The benefit of reading a long list of book recommendation such as 1001 books you must read before you die is to stumble upon weird author’s names or book titles that you remembered vaguely being discussed in book blogs or reviews.The name Banana Yoshimoto is one such.
This book contains two novellas. The first one is about a woman who is out walking, passes a strange shrine, checks into a weird hotel. The woman state of mind vacillates between reality and in her dreams and reminisces about her female friend and lover who died a year ago.
As fond as I was of her, I wasn’t confident that I could love her enough to stay with her, to go on filling the dark, lonely space she carried within her. I knew that someday I would fall in love with a man, and what I could do to her then would be even worse. So I didn’t call her.
The second one is about a woman and her relationship with her sister, Kuni, who is in coma. Kuni’s fiancé leaves her after the incident, but his brother, Sakai (A tai-chi teacher) continues to visit. About the sorrow and waiting for imminent prospect of death that surrounds you when a close one dies.
I have always found it relatively easy to keep my emotions in check. I stop being able to savour, even in the secret recesses of my own mind. Kuni used to say that if I was able to do that, I could really be very deeply in love.When you’re in love, she once said, it really hurts, it aches, and you can’t suppress it, you want to see it through to the end even if it means that someone has to die, and so you end up causing a whole lot of trouble for everyone.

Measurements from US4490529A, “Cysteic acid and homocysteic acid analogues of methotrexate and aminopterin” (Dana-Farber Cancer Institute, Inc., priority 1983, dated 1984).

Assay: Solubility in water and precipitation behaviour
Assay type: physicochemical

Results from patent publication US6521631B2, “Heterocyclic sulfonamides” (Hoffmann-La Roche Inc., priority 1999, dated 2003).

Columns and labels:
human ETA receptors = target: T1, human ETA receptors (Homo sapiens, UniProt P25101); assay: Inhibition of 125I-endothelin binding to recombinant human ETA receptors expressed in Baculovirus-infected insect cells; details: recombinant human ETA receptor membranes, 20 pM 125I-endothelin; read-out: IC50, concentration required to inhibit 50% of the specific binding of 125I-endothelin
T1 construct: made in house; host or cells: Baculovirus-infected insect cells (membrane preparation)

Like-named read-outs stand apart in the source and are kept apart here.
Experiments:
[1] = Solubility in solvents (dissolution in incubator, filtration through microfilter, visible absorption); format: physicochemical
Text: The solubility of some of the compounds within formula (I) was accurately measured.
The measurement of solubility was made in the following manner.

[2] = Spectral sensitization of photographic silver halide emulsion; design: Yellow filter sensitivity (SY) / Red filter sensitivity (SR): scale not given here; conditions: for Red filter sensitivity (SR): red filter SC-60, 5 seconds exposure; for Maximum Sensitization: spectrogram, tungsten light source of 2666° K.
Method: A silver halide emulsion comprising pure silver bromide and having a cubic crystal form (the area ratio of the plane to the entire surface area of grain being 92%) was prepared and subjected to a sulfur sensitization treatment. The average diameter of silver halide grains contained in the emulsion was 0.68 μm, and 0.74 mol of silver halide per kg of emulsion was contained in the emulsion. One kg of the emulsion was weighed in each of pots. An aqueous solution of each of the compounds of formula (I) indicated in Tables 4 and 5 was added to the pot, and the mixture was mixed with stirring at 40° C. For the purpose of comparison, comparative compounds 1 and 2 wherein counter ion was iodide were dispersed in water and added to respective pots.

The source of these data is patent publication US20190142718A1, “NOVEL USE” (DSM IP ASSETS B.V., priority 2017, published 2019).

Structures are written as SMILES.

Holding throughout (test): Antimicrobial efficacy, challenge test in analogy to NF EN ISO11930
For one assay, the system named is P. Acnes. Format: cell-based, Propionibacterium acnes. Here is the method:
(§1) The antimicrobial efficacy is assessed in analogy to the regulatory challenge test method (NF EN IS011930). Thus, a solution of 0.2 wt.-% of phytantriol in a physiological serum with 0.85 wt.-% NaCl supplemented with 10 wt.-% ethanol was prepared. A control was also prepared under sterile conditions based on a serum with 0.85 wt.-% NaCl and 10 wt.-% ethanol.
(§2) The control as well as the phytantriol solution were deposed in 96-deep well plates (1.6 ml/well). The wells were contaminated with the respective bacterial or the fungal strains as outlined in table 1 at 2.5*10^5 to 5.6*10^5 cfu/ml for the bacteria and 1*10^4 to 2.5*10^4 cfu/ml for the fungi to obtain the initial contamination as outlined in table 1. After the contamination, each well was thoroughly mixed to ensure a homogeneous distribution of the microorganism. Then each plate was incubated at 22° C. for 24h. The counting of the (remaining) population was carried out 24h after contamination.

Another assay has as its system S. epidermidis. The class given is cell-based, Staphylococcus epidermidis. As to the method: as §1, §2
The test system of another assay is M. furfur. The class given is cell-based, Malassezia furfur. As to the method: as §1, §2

I was once like that, when I was younger. But I no longer want to go back there, that emotional state. What an awful way to live!
Both stories have young female narratives and they are quite similar, living in the shadow of another woman whom they admire. At the same time they are trying to come to terms with their own identities and their future path in life. I particularly like the second story, as Yoshimoto intricately dealt with the dread of death sensitively and beautifully.
I agree. I’m sure things will never be harder than they are now. My mother doesn’t really have a cold, you know – she’s just feeling really down. But I know that sometime in the future, a day will come when my family will start to feel differently. The world out there, this landscape we’re looking at now, through this window, will start to seem good to us, and different from the way it is not – so different that we aren’t even allowed to imagine it yet. It’s just that I’m tired of waiting. Because n the early days, I was always waiting for a miracle.
And that a day would come when people and their brains would each die a separate death.
Death isn’t sad. What hurts is being drowned by these emotions.
Her prose is sparse, but the meaning is not. When I picked this book off the shelf, I’m not sure if it’s the one listed in 1001 books. But since it’s isn’t, at some point I will read “Kitchen” soon. All her books are stuff that you can read in one sitting. No sweat.
I am reading this for A to Z challenge.
Paperback. Publisher: Faber and Faber 2005; Length: 149 pages; Setting: Contemporary Japan. Source: Library Loot. Finished reading at: 27 March 2010
About the Writer:
Banana Yoshimoto (よしもと ばなな, Yoshimoto Banana) (born July 24, 1964, in Tokyo) is the pen name of Mahoko Yoshimoto (吉本 真秀子 Yoshimoto Mahoko), a Japanese contemporary writer. She graduated from Nihon University’s Art College, majoring in Literature. During that time, she took the pseudonym “Banana” after her love of banana flowers, a name she recognizes as both “cute” and “purposefully androgynous.